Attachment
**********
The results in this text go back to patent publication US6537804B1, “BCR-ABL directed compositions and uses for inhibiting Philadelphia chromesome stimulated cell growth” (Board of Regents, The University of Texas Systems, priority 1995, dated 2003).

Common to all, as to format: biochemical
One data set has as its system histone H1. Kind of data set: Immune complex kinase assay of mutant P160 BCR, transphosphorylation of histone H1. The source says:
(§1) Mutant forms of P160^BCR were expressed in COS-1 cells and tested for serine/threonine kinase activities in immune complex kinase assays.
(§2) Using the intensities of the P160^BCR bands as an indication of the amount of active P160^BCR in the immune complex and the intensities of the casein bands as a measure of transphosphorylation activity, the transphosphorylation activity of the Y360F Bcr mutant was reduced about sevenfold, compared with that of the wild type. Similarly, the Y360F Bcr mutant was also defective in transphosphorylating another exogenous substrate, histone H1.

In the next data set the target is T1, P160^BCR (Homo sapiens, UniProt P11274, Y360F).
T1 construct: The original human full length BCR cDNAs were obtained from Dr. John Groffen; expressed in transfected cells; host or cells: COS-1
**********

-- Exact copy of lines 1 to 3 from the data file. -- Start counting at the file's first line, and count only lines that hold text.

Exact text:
The results in this text go back to patent publication US6537804B1, “BCR-ABL directed compositions and uses for inhibiting Philadelphia chromesome stimulated cell growth” (Board of Regents, The University of Texas Systems, priority 1995, dated 2003).

Common to all, as to format: biochemical
One data set has as its system histone H1. Kind of data set: Immune complex kinase assay of mutant P160 BCR, transphosphorylation of histone H1. The source says: